Atlanta Construction Workers Hit Union with Federal Charges After Being Slapped with $5,000 Retaliatory Fines for Nonunion Work
**Atlanta, GA (February 21, 2007)** — With free legal help from the National Right to Work Legal Defense Foundation, three local commercial insulation workers filed federal charges against a local union for refusing to honor their resignations from the union and threatening to fine them $5,000 each in retaliation for working for a nonunion employer.
Gonzalo Gomez, Ubaldo Romero, and Juan Perez, filed the parallel unfair labor practice charges with the National Labor Relations Board (NLRB) against the International Association of Heat & Frost Insulators Local 48 union. The workers seek an injunction blocking any illegal fine collection proceedings initiated by union officials in state court because Romero and Perez have already been served with notices demanding payment of the unlawful fines.
“Union officials are abusing their power over workers to prevent them from earning a good living,” said Stefan Gleason, vice president of the National Right to Work Foundation. “It is unconscionable for union bosses to attempt to drive workers into the poorhouse in vicious retaliation for pursuing work opportunities at nonunion job sites.”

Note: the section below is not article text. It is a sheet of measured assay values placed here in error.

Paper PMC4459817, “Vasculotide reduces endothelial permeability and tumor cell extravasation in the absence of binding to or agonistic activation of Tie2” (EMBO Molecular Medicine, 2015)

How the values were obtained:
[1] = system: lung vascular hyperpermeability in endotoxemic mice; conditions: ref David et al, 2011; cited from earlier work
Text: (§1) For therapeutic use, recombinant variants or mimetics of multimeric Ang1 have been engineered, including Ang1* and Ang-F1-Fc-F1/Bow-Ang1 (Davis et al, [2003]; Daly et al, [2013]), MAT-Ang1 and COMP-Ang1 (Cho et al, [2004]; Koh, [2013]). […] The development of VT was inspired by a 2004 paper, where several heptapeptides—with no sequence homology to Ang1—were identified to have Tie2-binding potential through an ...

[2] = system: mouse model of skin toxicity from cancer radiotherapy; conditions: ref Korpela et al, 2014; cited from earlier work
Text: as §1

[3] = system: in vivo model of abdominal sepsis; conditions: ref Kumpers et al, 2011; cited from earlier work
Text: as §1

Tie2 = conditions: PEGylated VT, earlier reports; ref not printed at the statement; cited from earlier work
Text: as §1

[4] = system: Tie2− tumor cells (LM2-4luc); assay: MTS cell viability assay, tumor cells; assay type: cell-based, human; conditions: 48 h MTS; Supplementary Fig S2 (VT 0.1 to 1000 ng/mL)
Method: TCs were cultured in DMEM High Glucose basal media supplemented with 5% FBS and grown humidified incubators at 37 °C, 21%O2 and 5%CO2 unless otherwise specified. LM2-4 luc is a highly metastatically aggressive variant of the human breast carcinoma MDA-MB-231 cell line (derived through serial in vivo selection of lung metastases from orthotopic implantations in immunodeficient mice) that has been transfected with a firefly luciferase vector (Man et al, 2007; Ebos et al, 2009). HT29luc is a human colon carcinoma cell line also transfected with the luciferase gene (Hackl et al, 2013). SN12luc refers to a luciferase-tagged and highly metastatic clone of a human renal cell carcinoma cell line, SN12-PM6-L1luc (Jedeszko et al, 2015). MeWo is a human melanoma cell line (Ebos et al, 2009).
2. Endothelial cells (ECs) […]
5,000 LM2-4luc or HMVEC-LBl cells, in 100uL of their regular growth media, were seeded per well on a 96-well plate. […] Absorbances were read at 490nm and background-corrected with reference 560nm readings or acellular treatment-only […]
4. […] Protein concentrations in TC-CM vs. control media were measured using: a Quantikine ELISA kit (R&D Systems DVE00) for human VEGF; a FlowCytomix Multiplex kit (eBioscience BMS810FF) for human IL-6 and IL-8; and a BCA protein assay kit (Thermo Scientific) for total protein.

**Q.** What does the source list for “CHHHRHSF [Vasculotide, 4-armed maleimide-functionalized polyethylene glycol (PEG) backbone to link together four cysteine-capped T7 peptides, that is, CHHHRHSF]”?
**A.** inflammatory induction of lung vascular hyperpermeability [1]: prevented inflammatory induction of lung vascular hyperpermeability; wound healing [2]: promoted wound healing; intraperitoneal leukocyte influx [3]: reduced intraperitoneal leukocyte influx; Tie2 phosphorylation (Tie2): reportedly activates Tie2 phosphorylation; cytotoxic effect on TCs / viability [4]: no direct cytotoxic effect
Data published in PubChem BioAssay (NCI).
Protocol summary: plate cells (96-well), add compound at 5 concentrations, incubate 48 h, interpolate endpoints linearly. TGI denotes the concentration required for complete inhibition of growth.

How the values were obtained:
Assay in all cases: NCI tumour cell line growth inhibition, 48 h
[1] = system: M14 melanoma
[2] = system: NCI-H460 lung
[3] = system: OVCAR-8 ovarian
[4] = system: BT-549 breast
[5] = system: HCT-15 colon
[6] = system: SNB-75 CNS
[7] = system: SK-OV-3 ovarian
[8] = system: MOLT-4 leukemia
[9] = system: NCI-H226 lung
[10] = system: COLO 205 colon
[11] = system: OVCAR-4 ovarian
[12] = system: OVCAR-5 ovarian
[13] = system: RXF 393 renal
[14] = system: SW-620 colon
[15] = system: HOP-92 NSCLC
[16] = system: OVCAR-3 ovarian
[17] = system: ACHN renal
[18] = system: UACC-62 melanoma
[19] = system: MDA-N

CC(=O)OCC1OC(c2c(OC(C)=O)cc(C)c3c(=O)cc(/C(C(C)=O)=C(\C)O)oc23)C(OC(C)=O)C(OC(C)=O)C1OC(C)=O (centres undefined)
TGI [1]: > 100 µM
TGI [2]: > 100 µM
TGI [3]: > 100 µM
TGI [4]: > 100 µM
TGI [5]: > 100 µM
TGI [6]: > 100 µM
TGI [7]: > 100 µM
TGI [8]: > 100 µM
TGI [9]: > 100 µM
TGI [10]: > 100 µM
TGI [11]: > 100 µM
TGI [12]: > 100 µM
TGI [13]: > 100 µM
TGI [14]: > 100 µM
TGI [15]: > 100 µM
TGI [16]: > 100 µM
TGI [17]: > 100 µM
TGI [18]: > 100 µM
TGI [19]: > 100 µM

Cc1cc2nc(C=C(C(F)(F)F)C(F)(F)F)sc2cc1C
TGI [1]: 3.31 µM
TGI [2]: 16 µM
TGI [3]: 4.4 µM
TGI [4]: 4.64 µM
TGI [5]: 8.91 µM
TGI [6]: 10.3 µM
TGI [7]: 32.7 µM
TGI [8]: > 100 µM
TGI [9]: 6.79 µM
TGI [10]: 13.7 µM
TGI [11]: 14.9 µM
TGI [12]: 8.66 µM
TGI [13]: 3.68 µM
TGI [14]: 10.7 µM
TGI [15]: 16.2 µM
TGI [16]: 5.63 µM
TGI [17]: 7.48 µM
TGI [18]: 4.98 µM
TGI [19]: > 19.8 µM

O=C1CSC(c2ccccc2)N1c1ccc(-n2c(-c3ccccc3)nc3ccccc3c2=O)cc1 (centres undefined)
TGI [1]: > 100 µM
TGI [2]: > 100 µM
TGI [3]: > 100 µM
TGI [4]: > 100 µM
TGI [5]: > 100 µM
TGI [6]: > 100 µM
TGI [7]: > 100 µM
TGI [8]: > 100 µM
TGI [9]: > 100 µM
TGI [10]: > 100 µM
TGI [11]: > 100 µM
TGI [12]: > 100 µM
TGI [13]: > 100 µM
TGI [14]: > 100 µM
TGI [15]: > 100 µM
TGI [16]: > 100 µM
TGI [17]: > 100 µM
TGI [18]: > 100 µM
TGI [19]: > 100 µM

Insulator union officials told workers at a recent union meeting that they could not resign their union memberships unless they did so “correctly,” but failed to explain exactly what this meant. When asked what this meant, union officials replied simply that the employees had failed to resign “correctly.”
Gomez and his coworkers cannot be lawfully fined because they resigned their union memberships (and thus were no longer subject to internal union rules) before returning to work – their right under the Foundation-supported *Patternmakers v. NLRB* 1986 U.S. Supreme Court decision. In *Patternmakers*, the High Court ruled workers may resign their full, formal union membership immediately, at any time, and without restrictions.
The NLRB is responsible for investigating the charges and will decide whether to prosecute the union for unfair labor practices.
Aside from violating the National Labor Relations Act, Insulator union officials’ actions also run contrary to the spirit of Georgia’s highly popular Right to Work law – on the books since 1947 – which prohibits forcing workers to join or pay dues to a union as a job condition.
The workers’ charges follow unfair labor practice charges filed recently by coworker Larry Blaisdell, who was similarly retaliated against by Insulator union officials for resigning his union membership and working for a nonunion employer.